Example 18 includes a teleoperated surgical system comprising: an information structure in a computer readable storage device respective surgical image signatures and kinematic signatures with respective control signals; a processor configured to, compare, during a performance of a surgical procedure, instrument kinematic information generated during the surgical procedure with at least one kinematic signature; compare, during a performance of a surgical procedure within the surgical system, surgical images within a surgical scene with at least one surgical image signature; and launch a control signal in response to a match between the instrument kinematic information generated during the surgical procedure and the at least one kinematic signature and a match between surgical images within a surgical scene and the at least one surgical image signature.
Example 19 includes the teleoperated surgical system of Example 18, further comprising an instrument configured to adjust its motion in response to the control signal.

Claims (13)

What is claimed is:
1. A teleoperated surgical system comprising:
an information structure in a computer readable storage device the information structure including one or more kinematic signatures of an instrument and the information structure including one or more motion picture surgical image signatures and that associates motion picture surgical image signatures with kinematic signatures of the instrument;
each of the one or more kinematic signatures based upon kinematic information recorded for a multiplicity of prior occurrences of a surgical procedure;
each of the one or more motion picture surgical image signatures based upon motion picture surgical image information recorded for a multiplicity of prior occurrences of the surgical procedure;
a processor configured to,
compare, during a performance of the surgical procedure within the surgical system, motion picture surgical images, captured within a surgical scene, with at least one of the motion picture surgical image signatures;
compare, during the performance of the surgical procedure within the surgical system, instrument kinematic information, generated during the surgical procedure that is indicative of motion of a surgical instrument, with at least one of the kinematic signatures of the instrument;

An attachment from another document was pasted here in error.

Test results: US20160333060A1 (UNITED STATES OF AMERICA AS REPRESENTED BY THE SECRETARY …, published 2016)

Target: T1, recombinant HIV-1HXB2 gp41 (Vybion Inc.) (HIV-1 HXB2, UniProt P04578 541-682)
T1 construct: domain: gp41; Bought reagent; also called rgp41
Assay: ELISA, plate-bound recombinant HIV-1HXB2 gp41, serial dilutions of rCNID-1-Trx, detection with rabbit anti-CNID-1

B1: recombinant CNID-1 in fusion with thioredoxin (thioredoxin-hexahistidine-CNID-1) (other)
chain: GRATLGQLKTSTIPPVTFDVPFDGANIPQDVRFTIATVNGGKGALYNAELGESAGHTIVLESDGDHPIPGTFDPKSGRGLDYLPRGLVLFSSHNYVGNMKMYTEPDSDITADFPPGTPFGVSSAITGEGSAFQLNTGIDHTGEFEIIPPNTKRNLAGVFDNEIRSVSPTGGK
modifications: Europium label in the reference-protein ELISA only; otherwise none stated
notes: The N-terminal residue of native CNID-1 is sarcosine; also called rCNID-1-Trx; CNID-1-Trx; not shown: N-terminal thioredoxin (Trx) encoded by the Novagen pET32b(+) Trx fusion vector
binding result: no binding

launch, during the performance of the surgical procedure, a control signal, in response to a match between the motion picture surgical images captured within the surgical scene during the performance of the surgical procedure and the at least one of the motion picture surgical image signatures and between the instrument kinematic information generated during the surgical procedure that is indicative of motion of the surgical instrument and the at least one of the kinematic signatures of the instrument,
to adjust surgical system operation in response to the launched surgical instrument control signal.
2. The system of claim 1,
wherein in response to the control signal, the surgical system adjusts speed at which the instrument moves.
3. The system of claim 1,
wherein in response to the control signal, the surgical system adjusts a range of motion of the instrument.
4. The system of claim 1,
wherein in response to the control signal, the surgical system adjusts visual guidance provided to an operator.
5. The system of claim 1,
wherein kinematic signatures for the instrument include respective multidimensional vectors.
6. The system of claim 1,
wherein kinematic signatures of the instrument include multidimensional vectors that represent one or more of instantaneous velocity, instantaneous acceleration, instantaneous three-dimensional position, current path of motion and predicted path of motion.
7. The system of claim 1,
wherein kinematic signatures of the instrument include multidimensional vectors that represent one or more of location of anatomical structures, location of other instruments, patient health, type of surgery, and prior motion of the instrument.
8. The system of claim 1,
wherein motion picture surgical image signatures include multidimensional vectors.
9. The system of claim 1,
wherein surgical image signatures of the instrument include multidimensional vectors that represent one or more of color, texture, and geometry.
10. The system of claim 1,
wherein motion picture surgical image signatures include multidimensional vectors that represent one or more of patient health record information, surgery type, and comparison of anatomical image appearance at different surgical stages.
11. The system of claim 1,
wherein the information structure includes multiple kinematic signatures and the information structure includes multiple motion picture surgical image signatures and the information structure includes multiple surgical instrument control signals and that associates motion picture surgical image signatures with control signals and that associates kinematic signatures for the instrument and with control signals.
12. The system of claim 1,
wherein the control signal includes a surgical instrument end effector control signal.
13. The system of claim 1 further including:
one or more actuators configured to adjust motion of a surgical instrument based upon the launched control signal.